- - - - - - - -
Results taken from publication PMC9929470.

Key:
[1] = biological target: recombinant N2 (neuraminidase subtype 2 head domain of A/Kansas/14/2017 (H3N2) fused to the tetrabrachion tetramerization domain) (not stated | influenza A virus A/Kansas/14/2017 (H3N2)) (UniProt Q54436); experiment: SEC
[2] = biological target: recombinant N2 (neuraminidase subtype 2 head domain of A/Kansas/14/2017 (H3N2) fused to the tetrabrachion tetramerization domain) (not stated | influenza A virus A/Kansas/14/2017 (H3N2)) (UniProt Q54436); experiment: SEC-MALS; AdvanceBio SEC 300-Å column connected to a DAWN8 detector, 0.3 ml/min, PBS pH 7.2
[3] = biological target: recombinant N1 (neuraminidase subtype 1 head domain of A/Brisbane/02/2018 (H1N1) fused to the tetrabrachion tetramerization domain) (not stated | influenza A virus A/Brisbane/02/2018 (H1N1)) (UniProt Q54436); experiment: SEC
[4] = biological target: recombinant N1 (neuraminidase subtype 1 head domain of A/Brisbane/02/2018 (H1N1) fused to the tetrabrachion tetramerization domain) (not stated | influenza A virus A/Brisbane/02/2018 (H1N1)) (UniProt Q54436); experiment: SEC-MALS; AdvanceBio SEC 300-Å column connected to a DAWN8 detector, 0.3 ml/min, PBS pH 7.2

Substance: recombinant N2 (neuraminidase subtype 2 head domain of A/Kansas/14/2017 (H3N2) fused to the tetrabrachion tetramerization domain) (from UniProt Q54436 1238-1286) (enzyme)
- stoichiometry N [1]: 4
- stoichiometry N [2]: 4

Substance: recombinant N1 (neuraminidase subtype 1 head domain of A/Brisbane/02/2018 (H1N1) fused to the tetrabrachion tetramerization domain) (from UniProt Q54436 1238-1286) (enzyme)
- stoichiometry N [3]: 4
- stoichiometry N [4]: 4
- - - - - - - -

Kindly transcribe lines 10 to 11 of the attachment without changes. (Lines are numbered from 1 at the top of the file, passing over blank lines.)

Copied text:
Substance: recombinant N1 (neuraminidase subtype 1 head domain of A/Brisbane/02/2018 (H1N1) fused to the tetrabrachion tetramerization domain) (from UniProt Q54436 1238-1286) (enzyme)
- stoichiometry N [3]: 4